You should also evaluate the type of space you currently have to store these documents. This evaluation should also include the amount of digital storage space your business has. 

You may not have adequate space or facilities to store the type or amount of documents you must retain. Doing this evaluation before you start implementing your document retention schedule will guarantee that every document has a clear space and ensures that the implementation process is as efficient as possible.

Plan for Storage

Once you have evaluated the array of documents and the space you can store these files in, you will now have to determine how you are going to store these resources. It is crucial that you store your documents by type. 

For example, employee personnel information should be grouped in one section, and financial records in another. 

This separation: 

  • makes it easier to find the type of document you are looking for; and 
  • aids in compliance with document retention requirements. 

Documents that you must keep for seven years, for example, will be kept in the same physical or digital space. 

Plan for Disposal

You should also determine the disposal process for documents that are no longer relevant or necessary. By separating your documents by type, your business can efficiently clear out non-current documentation, without the concern of potentially disposing of current or required documents. 

Compile Into a Document Retention Policy

Once your business has determined these storage and disposal processes, you should compile this into a document retention policy. 

This policy should be a single document that is available to all staff members to ensure complete compliance. Draft the policy with the end-user in mind. Those responsible for storing and sorting your business’ documents will not have the time to read through technical and poorly-worded guidelines. Therefore, your policy should be in clear and straightforward language to ensure it is easy to understand and implement.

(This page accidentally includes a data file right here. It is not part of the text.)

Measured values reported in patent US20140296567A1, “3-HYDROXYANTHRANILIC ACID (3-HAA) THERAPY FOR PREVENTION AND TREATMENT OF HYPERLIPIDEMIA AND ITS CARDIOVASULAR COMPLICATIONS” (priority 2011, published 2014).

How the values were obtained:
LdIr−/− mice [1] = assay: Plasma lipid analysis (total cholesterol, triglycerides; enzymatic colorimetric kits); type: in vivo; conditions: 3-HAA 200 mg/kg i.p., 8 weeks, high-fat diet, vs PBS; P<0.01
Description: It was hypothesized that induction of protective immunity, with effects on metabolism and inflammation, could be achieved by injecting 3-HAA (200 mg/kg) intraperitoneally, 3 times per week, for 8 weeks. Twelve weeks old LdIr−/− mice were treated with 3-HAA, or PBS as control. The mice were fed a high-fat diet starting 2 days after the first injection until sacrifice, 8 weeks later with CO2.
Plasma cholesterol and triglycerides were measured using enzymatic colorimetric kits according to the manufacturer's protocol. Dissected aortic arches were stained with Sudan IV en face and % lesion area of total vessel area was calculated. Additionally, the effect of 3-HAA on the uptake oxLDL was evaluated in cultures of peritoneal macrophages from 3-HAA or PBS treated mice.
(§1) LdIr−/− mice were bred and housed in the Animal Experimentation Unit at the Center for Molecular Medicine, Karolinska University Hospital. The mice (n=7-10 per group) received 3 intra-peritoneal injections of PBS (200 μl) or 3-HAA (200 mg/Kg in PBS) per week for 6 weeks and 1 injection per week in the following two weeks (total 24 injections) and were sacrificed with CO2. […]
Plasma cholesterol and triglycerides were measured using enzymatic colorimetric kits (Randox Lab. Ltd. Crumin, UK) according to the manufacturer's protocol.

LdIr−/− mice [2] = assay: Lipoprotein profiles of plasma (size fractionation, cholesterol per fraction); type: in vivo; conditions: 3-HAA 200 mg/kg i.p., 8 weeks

Key Takeaways

A document retention policy is a key tool in ensuring that your New Zealand business works efficiently and complies with its legal obligations. The policy should be well thought out and developed early in your business timeline to ensure it can be effectively implemented and adhered to. A good document retention policy is one that is well-drafted and specific to the needs of your business. If you need help assistance with preparing a document retention policy for your business, contact LegalVision’s business lawyers on 0800 005 570 or fill out the form on this page.


What is a document retention policy?

A document retention policy provides your business with a plan for how it should organise, store and discard paper and digital records.

Why is a document retention policy important?

A document retention policy is crucial to your business as it:
ensures compliance with document retention guidelines;
improves the efficiency of finding information; and
minimises storage issues.

What is the retention period for documents?

The retention period is the amount of time that your business should keep a document for. This period will vary depending on the type of document.

What should a retention policy contain?

A retention policy should contain a plan for the retention, storage and disposal of documents.